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Boffin builds DIY solar cell from doughnuts and tea

Boffin builds DIY solar cell from doughnuts and tea

n inventor claims to have proven that a mixture of teatime staples from England and North America can be used to make solar panels.

In a fast-paced video, the presenter runs through a process that essentially combines chemicals from tea and American-style sugared doughnuts to form a solar energy soaking film that can be applied to a sheet of glass.

The process isn't easy and requires a fair amount of scientific kit, but he starts by extracting "titanium dioxide nanoparticles" from some powdered sugar doughnuts.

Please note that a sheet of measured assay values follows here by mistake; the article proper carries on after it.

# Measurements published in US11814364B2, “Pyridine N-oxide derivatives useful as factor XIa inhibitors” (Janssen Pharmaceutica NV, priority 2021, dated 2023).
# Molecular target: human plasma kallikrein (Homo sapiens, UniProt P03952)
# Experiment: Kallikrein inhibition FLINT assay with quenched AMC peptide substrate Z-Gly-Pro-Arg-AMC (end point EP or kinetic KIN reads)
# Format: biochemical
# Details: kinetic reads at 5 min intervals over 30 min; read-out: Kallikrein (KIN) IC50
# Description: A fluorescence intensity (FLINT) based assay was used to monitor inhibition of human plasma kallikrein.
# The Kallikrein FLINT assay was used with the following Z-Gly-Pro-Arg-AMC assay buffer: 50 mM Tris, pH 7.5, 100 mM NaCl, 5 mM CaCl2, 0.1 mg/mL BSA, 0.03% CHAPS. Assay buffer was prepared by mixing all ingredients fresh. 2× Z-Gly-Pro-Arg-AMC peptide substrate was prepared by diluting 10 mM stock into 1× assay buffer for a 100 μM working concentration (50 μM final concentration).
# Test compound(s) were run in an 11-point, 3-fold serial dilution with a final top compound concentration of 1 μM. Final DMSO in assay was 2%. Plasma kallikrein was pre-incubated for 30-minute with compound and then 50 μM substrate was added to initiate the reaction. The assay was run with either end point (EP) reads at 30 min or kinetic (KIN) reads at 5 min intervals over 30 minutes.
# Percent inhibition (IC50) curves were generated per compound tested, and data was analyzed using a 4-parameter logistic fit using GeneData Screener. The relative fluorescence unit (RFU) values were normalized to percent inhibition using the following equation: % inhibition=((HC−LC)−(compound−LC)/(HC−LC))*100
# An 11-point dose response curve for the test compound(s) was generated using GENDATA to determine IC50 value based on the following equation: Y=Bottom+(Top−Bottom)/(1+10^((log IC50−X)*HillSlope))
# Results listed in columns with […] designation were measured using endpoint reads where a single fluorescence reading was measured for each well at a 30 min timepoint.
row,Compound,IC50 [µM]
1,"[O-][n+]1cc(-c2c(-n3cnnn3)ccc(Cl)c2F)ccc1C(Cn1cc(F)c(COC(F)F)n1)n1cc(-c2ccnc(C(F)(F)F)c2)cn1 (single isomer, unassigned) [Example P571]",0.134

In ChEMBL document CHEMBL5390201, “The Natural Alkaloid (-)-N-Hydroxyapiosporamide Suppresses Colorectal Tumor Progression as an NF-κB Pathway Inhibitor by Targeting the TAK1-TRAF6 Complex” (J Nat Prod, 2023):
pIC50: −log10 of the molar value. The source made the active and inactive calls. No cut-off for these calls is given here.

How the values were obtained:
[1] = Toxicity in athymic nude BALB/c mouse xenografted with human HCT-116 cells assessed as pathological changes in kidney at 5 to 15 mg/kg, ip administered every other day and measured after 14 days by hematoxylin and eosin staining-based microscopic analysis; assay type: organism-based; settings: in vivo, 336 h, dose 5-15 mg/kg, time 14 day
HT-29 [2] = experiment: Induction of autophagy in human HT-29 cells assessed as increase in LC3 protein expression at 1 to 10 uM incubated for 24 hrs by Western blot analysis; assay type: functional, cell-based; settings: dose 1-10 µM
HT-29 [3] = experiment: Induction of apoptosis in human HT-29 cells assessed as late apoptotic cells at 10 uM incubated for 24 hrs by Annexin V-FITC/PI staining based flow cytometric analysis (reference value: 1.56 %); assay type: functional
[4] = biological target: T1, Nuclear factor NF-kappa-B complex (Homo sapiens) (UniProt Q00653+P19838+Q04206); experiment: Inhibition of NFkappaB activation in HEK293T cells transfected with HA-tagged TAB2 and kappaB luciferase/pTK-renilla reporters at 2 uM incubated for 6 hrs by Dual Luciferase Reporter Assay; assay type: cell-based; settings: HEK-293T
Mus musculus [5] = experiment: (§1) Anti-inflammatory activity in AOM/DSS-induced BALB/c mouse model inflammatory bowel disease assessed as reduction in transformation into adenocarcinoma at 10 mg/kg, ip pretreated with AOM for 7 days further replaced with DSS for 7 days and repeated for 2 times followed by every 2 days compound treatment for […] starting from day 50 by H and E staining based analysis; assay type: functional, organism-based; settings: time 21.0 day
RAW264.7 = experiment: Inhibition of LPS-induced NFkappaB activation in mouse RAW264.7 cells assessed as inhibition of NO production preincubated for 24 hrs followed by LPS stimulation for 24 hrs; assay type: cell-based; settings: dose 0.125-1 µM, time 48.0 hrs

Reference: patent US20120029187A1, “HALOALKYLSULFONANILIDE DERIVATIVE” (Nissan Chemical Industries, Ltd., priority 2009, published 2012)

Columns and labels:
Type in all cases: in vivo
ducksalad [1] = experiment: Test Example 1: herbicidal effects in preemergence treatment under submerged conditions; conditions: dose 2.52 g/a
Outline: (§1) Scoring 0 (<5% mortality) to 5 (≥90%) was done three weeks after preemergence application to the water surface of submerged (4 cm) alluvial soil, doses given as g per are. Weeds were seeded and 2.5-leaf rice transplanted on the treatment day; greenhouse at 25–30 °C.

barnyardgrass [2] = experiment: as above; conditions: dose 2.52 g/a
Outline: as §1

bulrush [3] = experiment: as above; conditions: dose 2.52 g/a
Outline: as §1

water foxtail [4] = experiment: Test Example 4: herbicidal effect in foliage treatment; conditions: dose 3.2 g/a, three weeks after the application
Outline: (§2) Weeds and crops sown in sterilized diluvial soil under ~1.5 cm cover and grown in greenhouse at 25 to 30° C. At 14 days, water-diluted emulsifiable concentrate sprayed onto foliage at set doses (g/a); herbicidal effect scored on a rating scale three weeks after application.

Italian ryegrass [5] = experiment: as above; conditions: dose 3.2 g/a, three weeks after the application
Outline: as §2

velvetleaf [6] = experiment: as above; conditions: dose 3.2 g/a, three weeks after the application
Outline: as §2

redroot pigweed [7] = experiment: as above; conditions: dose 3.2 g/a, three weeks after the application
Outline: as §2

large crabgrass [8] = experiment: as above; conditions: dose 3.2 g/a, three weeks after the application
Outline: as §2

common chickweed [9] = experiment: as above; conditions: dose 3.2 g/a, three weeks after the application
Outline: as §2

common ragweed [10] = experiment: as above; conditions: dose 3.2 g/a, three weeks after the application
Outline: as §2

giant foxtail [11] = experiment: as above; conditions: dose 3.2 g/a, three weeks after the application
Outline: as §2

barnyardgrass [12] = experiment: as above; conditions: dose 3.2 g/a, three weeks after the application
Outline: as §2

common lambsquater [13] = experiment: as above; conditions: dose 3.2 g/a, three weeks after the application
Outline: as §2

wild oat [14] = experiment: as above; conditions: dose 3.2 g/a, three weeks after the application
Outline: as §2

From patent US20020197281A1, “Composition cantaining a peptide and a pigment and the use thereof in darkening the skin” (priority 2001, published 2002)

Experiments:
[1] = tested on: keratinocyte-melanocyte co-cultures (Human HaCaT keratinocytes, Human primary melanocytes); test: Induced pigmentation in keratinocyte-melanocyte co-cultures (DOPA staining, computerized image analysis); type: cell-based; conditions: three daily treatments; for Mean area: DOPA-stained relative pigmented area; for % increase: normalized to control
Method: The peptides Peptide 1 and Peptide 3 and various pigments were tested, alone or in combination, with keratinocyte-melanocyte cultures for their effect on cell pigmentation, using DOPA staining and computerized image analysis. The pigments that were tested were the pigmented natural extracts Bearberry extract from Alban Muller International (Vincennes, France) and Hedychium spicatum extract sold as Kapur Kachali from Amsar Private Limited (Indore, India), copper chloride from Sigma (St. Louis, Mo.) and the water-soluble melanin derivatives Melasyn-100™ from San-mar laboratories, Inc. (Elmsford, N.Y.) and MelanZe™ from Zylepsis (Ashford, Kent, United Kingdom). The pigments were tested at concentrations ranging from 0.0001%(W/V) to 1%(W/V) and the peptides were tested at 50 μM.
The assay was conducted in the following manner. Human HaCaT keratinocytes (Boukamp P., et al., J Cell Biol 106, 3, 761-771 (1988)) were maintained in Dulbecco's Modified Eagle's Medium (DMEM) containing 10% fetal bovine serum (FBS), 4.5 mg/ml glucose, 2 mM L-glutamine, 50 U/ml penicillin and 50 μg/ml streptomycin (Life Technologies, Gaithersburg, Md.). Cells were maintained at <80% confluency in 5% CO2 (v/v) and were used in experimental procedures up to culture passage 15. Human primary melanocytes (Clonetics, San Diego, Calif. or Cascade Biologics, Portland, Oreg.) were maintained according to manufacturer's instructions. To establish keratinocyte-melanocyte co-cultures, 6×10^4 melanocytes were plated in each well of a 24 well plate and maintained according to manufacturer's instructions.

Roughly ten layers of these nanoparticles applied to a sheet of glass is, according to the video's presenter, "pretty much a solar cell".

But because this set-up on its own won't work with "regular sunlight", the presenter next extracts organic dyes from a cup of sweet tea that enables the solar cell to "absorb light we can see".

Finally, to prove that his invention works, the solar scientist hooks the cell up to a multimeter that appears to show an electrical current being generated from the DIY solar cell.

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